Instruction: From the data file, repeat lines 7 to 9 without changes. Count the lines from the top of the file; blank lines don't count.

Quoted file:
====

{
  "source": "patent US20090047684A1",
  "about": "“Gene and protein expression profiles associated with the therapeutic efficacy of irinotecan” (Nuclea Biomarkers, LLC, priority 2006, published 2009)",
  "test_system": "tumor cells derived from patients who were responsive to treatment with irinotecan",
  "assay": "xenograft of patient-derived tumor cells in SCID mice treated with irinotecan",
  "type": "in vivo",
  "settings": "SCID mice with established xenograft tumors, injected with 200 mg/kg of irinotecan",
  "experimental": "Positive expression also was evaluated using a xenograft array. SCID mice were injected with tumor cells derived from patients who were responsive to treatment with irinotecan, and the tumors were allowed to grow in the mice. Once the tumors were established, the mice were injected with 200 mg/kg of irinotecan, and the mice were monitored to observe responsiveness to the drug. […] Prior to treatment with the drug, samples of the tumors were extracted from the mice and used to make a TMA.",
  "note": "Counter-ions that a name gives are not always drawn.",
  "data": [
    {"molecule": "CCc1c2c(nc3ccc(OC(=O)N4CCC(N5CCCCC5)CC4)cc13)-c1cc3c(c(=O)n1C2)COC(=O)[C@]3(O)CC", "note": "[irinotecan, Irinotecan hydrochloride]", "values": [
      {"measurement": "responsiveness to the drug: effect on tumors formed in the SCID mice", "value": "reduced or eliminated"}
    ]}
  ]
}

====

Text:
  "settings": "SCID mice with established xenograft tumors, injected with 200 mg/kg of irinotecan",
  "experimental": "Positive expression also was evaluated using a xenograft array. SCID mice were injected with tumor cells derived from patients who were responsive to treatment with irinotecan, and the tumors were allowed to grow in the mice. Once the tumors were established, the mice were injected with 200 mg/kg of irinotecan, and the mice were monitored to observe responsiveness to the drug. […] Prior to treatment with the drug, samples of the tumors were extracted from the mice and used to make a TMA.",
  "note": "Counter-ions that a name gives are not always drawn.",